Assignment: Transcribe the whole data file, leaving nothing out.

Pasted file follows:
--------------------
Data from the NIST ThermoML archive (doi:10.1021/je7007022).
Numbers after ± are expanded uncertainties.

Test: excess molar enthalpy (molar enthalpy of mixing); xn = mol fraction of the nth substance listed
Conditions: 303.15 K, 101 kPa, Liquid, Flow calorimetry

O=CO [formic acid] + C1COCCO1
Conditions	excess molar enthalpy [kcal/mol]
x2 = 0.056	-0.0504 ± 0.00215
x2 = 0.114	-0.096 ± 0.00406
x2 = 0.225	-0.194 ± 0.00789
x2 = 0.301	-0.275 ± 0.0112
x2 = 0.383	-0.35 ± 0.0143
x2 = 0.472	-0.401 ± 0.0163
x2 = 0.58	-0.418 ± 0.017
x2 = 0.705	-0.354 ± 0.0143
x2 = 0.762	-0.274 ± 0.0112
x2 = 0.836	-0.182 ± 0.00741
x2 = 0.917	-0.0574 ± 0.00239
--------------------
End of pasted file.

Data from the NIST ThermoML archive (doi:10.1021/je7007022).
Numbers after ± are expanded uncertainties.

Test: excess molar enthalpy (molar enthalpy of mixing); xn = mol fraction of the nth substance listed
Conditions: 303.15 K, 101 kPa, Liquid, Flow calorimetry

O=CO [formic acid] + C1COCCO1
Conditions	excess molar enthalpy [kcal/mol]
x2 = 0.056	-0.0504 ± 0.00215
x2 = 0.114	-0.096 ± 0.00406
x2 = 0.225	-0.194 ± 0.00789
x2 = 0.301	-0.275 ± 0.0112
x2 = 0.383	-0.35 ± 0.0143
x2 = 0.472	-0.401 ± 0.0163
x2 = 0.58	-0.418 ± 0.017
x2 = 0.705	-0.354 ± 0.0143
x2 = 0.762	-0.274 ± 0.0112
x2 = 0.836	-0.182 ± 0.00741
x2 = 0.917	-0.0574 ± 0.00239